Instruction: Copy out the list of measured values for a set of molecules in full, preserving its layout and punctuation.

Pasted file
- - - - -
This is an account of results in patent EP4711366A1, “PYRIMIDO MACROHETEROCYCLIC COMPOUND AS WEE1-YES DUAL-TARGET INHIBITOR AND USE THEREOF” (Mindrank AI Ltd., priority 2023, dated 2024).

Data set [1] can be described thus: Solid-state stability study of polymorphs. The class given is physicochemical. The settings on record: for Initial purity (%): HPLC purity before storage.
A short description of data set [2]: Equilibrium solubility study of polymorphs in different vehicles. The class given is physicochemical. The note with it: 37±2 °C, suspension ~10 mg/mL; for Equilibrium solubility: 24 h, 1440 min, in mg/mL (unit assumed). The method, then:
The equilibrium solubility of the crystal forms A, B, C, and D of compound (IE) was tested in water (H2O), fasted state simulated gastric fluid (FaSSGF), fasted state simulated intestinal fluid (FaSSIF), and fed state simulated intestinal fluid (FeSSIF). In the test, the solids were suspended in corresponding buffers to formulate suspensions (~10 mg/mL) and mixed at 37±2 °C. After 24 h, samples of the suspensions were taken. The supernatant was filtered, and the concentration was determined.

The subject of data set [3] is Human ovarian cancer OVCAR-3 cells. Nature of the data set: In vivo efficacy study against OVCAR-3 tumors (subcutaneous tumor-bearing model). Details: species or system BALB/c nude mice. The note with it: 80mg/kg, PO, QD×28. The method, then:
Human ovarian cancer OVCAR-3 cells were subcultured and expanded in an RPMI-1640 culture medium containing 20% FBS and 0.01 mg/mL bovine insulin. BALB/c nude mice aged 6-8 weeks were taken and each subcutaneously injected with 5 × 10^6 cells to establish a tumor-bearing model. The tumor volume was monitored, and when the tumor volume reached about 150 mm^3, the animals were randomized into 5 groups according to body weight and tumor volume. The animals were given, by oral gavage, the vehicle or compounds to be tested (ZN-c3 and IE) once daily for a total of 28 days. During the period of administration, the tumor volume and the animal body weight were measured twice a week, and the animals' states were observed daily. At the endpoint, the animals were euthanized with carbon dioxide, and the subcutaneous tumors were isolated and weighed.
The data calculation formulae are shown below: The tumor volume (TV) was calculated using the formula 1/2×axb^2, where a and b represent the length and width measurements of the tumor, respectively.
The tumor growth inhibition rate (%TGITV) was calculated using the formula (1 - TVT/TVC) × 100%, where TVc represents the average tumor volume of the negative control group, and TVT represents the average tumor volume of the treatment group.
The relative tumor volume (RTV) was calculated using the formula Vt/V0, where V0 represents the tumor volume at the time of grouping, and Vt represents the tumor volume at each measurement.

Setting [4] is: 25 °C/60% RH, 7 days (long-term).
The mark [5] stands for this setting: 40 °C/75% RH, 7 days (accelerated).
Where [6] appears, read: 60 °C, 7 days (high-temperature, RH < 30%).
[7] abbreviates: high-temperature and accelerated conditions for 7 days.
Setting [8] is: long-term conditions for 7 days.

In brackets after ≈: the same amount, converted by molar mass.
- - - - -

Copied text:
This is an account of results in patent EP4711366A1, “PYRIMIDO MACROHETEROCYCLIC COMPOUND AS WEE1-YES DUAL-TARGET INHIBITOR AND USE THEREOF” (Mindrank AI Ltd., priority 2023, dated 2024).

Data set [1] can be described thus: Solid-state stability study of polymorphs. The class given is physicochemical. The settings on record: for Initial purity (%): HPLC purity before storage.
A short description of data set [2]: Equilibrium solubility study of polymorphs in different vehicles. The class given is physicochemical. The note with it: 37±2 °C, suspension ~10 mg/mL; for Equilibrium solubility: 24 h, 1440 min, in mg/mL (unit assumed). The method, then:
The equilibrium solubility of the crystal forms A, B, C, and D of compound (IE) was tested in water (H2O), fasted state simulated gastric fluid (FaSSGF), fasted state simulated intestinal fluid (FaSSIF), and fed state simulated intestinal fluid (FeSSIF). In the test, the solids were suspended in corresponding buffers to formulate suspensions (~10 mg/mL) and mixed at 37±2 °C. After 24 h, samples of the suspensions were taken. The supernatant was filtered, and the concentration was determined.

The subject of data set [3] is Human ovarian cancer OVCAR-3 cells. Nature of the data set: In vivo efficacy study against OVCAR-3 tumors (subcutaneous tumor-bearing model). Details: species or system BALB/c nude mice. The note with it: 80mg/kg, PO, QD×28. The method, then:
Human ovarian cancer OVCAR-3 cells were subcultured and expanded in an RPMI-1640 culture medium containing 20% FBS and 0.01 mg/mL bovine insulin. BALB/c nude mice aged 6-8 weeks were taken and each subcutaneously injected with 5 × 10^6 cells to establish a tumor-bearing model. The tumor volume was monitored, and when the tumor volume reached about 150 mm^3, the animals were randomized into 5 groups according to body weight and tumor volume. The animals were given, by oral gavage, the vehicle or compounds to be tested (ZN-c3 and IE) once daily for a total of 28 days. During the period of administration, the tumor volume and the animal body weight were measured twice a week, and the animals' states were observed daily. At the endpoint, the animals were euthanized with carbon dioxide, and the subcutaneous tumors were isolated and weighed.
The data calculation formulae are shown below: The tumor volume (TV) was calculated using the formula 1/2×axb^2, where a and b represent the length and width measurements of the tumor, respectively.
The tumor growth inhibition rate (%TGITV) was calculated using the formula (1 - TVT/TVC) × 100%, where TVc represents the average tumor volume of the negative control group, and TVT represents the average tumor volume of the treatment group.
The relative tumor volume (RTV) was calculated using the formula Vt/V0, where V0 represents the tumor volume at the time of grouping, and Vt represents the tumor volume at each measurement.

Setting [4] is: 25 °C/60% RH, 7 days (long-term).
The mark [5] stands for this setting: 40 °C/75% RH, 7 days (accelerated).
Where [6] appears, read: 60 °C, 7 days (high-temperature, RH < 30%).
[7] abbreviates: high-temperature and accelerated conditions for 7 days.
Setting [8] is: long-term conditions for 7 days.

In brackets after ≈: the same amount, converted by molar mass.